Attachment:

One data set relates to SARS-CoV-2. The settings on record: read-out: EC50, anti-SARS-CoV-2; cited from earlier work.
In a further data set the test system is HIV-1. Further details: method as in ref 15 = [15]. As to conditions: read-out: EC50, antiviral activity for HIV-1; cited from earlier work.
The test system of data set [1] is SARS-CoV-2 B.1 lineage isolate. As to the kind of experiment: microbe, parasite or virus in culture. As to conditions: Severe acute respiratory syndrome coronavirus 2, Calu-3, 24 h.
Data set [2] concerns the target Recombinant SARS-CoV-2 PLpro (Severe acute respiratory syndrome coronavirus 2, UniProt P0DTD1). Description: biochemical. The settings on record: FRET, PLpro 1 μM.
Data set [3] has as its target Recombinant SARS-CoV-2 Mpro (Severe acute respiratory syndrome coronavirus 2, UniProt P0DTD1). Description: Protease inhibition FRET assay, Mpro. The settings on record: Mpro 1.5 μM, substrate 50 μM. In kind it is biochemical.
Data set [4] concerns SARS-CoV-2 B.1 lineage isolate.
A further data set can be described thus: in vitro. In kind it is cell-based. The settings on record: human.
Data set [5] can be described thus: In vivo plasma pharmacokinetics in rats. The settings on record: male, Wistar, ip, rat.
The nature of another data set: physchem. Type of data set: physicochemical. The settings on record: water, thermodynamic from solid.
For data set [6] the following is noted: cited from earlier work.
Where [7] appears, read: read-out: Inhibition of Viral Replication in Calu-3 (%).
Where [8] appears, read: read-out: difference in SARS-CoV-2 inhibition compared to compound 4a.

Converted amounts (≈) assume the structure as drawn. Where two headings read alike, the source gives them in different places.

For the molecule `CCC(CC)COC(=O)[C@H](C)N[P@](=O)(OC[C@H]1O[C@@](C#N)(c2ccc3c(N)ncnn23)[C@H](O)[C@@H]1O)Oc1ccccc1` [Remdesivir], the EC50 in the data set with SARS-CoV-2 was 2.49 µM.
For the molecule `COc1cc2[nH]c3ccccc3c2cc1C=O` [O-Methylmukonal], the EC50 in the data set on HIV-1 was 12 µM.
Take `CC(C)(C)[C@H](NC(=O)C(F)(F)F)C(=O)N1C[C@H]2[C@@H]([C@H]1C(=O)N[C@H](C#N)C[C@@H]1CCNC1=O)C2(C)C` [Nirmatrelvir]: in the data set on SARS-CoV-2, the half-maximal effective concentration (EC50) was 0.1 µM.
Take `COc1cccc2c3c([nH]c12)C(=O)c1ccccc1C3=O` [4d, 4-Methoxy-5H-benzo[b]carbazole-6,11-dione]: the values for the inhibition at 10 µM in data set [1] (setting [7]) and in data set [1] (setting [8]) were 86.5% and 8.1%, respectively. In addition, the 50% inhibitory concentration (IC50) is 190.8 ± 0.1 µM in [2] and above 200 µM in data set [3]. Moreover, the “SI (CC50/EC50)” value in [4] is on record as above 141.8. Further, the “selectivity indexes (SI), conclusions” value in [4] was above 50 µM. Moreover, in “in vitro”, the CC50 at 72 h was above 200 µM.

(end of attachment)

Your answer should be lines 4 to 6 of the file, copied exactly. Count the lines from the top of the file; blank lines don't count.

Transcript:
Data set [2] concerns the target Recombinant SARS-CoV-2 PLpro (Severe acute respiratory syndrome coronavirus 2, UniProt P0DTD1). Description: biochemical. The settings on record: FRET, PLpro 1 μM.
Data set [3] has as its target Recombinant SARS-CoV-2 Mpro (Severe acute respiratory syndrome coronavirus 2, UniProt P0DTD1). Description: Protease inhibition FRET assay, Mpro. The settings on record: Mpro 1.5 μM, substrate 50 μM. In kind it is biochemical.
Data set [4] concerns SARS-CoV-2 B.1 lineage isolate.